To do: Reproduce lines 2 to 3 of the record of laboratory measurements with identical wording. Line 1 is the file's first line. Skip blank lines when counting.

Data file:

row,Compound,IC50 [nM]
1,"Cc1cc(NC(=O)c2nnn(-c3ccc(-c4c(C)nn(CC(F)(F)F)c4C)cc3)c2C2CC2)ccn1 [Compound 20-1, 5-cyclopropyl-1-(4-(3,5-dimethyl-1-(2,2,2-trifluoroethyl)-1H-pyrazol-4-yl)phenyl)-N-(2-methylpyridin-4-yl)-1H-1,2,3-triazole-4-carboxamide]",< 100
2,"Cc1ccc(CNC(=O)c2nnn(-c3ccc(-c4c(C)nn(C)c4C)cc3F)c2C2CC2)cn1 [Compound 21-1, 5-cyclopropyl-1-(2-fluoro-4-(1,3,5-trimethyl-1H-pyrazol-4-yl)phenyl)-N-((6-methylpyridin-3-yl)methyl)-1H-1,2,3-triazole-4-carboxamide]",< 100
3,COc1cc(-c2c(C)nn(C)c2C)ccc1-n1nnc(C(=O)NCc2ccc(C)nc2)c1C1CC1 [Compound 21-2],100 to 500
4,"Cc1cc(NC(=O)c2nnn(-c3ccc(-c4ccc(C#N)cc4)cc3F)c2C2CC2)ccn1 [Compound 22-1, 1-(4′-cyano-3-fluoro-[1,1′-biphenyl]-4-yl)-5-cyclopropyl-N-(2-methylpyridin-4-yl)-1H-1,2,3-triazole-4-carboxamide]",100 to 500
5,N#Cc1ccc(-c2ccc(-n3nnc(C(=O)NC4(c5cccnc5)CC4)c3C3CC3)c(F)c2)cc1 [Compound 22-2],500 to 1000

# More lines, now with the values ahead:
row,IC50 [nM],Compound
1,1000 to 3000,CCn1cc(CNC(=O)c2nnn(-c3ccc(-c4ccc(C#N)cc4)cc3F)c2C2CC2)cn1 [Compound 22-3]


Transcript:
1,"Cc1cc(NC(=O)c2nnn(-c3ccc(-c4c(C)nn(CC(F)(F)F)c4C)cc3)c2C2CC2)ccn1 [Compound 20-1, 5-cyclopropyl-1-(4-(3,5-dimethyl-1-(2,2,2-trifluoroethyl)-1H-pyrazol-4-yl)phenyl)-N-(2-methylpyridin-4-yl)-1H-1,2,3-triazole-4-carboxamide]",< 100
2,"Cc1ccc(CNC(=O)c2nnn(-c3ccc(-c4c(C)nn(C)c4C)cc3F)c2C2CC2)cn1 [Compound 21-1, 5-cyclopropyl-1-(2-fluoro-4-(1,3,5-trimethyl-1H-pyrazol-4-yl)phenyl)-N-((6-methylpyridin-3-yl)methyl)-1H-1,2,3-triazole-4-carboxamide]",< 100